No one ever claimed that Kathy Carlin committed physical violence against anyone.
And yet, she was arrested at her home on May 1 and hauled off to the El Paso County Jail, where she was forced to spend the night, ineligible to post bond until the next day.
On Tuesday, Carlin pleaded guilty in County Court to domestic violence and was sentenced to two years' probation, with six months' deferred sentencing and a mandatory domestic-violence evaluation. She took the plea, she says, because she broke the law by writing a letter to an estranged former partner, who had gotten a restraining order against Carlin for allegedly making "threatening" statements.
Carlin, who says she's never even gotten a traffic ticket before, denies having threatened her ex-partner. But either way, simply writing a letter shouldn't earn her a record as a violent criminal, she says.
"I am guilty," Carlin said, "but I am not guilty of violence."
Nor should it have been necessary, she says, for her to be led away in handcuffs and thrown in jail overnight.
"It was just horrible," Carlin said of the experience. "I was humiliated."
Carlin isn't the first to criticize El Paso County's system of domestic-violence prosecution, known as "fast track." Under the system, those who are arrested must spend a night in jail. Most are taken straight from jail and into a courtroom the next day, where prosecutors try to persuade the still-handcuffed defendants into signing plea bargains without having had a chance to speak with a defense lawyer.
Many defendants have complained of feeling coerced into signing pleas, and defense lawyers say the bond restrictions, as well as the absence of any defense counsel during the process, violate defendants' constitutional rights. (The Independent's initial coverage of the system, "Railroaded," appeared last Aug. 15 and can be read online at www.csindy.com.)
However, Carlin is the first defendant to launch an effort to fix what she thinks is wrong with the process. Since she got out of jail, she has regularly picketed outside the courthouse, gathering petition signatures and thumbs-up from sympathizers. She is forming an organization called Citizens Against the Domestic Violence Laws, and she has printed bumper stickers for the cause.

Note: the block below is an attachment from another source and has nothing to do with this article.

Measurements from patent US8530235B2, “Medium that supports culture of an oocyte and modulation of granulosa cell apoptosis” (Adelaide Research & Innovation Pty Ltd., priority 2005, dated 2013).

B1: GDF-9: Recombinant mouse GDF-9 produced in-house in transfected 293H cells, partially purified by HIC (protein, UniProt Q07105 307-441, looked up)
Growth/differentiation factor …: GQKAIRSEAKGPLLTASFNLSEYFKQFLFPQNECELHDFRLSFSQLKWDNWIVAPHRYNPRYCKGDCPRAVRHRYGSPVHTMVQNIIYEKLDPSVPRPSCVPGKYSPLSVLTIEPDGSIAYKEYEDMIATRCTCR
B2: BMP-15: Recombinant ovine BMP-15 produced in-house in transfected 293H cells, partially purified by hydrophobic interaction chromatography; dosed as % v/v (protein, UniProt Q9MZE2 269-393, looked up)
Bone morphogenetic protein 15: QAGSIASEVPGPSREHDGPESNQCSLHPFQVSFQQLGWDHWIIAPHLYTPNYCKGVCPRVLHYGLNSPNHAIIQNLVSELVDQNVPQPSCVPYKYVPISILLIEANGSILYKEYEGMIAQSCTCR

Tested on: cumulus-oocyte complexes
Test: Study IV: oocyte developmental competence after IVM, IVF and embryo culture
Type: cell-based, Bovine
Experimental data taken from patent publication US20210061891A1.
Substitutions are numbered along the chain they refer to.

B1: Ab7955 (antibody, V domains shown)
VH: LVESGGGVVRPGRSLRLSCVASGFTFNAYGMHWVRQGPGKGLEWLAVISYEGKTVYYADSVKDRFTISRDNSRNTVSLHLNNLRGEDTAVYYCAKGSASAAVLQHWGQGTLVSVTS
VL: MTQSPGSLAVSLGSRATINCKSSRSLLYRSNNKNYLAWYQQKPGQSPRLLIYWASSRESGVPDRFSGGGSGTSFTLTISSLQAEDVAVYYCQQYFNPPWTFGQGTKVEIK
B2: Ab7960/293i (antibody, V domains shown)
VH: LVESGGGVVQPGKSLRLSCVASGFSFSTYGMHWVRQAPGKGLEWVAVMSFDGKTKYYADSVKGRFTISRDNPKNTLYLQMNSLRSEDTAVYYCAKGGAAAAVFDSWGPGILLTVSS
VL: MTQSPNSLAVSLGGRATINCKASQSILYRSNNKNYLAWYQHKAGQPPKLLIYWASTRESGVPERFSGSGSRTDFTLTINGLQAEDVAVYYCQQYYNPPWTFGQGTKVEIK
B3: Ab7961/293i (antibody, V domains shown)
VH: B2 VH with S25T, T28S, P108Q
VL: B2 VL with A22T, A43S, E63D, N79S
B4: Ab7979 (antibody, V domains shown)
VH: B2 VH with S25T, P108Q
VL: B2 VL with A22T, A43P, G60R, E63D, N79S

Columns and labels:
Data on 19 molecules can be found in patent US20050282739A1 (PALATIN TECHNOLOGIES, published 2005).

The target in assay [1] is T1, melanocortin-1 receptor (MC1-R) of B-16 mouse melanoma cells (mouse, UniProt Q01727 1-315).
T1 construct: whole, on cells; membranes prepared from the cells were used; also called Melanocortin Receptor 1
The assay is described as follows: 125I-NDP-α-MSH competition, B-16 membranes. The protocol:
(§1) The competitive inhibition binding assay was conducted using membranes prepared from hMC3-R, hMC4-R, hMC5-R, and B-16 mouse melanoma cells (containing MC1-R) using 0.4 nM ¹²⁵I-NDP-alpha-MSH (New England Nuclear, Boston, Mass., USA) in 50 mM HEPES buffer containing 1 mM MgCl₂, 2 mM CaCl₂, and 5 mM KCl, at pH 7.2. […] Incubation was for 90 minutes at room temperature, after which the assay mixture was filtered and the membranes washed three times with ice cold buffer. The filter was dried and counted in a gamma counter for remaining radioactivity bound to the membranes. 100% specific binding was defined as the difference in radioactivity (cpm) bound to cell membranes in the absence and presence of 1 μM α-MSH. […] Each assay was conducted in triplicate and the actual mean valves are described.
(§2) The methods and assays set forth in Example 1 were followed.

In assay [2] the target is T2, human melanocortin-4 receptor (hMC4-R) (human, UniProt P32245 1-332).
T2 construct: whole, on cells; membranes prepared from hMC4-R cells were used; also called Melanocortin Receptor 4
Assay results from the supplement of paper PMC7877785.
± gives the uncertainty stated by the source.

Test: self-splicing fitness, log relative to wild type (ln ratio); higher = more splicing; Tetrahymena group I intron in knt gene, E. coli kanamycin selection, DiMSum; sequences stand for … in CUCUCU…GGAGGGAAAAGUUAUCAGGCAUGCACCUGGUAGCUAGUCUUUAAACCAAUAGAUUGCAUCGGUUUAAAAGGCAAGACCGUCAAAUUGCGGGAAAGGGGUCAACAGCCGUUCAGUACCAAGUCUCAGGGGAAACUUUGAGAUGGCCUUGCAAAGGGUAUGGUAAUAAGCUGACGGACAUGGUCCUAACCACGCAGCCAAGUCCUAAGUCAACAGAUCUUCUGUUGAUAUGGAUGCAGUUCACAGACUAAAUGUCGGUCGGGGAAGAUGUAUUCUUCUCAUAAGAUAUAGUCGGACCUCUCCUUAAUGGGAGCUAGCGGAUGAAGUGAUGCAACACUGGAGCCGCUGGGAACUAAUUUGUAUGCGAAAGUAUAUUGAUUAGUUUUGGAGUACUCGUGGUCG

Of course, domestic abusers should be punished, Carlin says. But she believes the fast-track system, implemented in the wake of a domestic-violence crackdown by the state Legislature in the mid-1990s, may have gone too far and is sweeping up defendants who are either nonviolent or innocent.
She isn't likely to get much sympathy from local prosecutors and judges, who have steadfastly defended the existing system, saying swift accountability helps prevent abusers from re-offending.
Outside of those circles, however, Carlin's campaign appears to coincide with a growing sense that the "get tough" approach might have had unintended consequences.
A leading statewide group tracking domestic-abuse issues, the Colorado Coalition Against Domestic Violence, has voiced concerns that the fast-track system appears to be causing increased convictions of women, some of whom may actually be the victims of abuse rather than the perpetrators.
And last week, Bill Cadman, a Republican state representative from Colorado Springs, told the Independent he's considering introducing reforms at the state level.
Like the Coalition Against Domestic Violence, Cadman says he's concerned that mandatory-arrest laws often lead to police jailing the person who was actually abused. Sometimes, it may be a woman who was defending herself against an abuser, he says.
"Anytime the system is working against the people it's supposed to protect, you've got huge problems," Cadman said.
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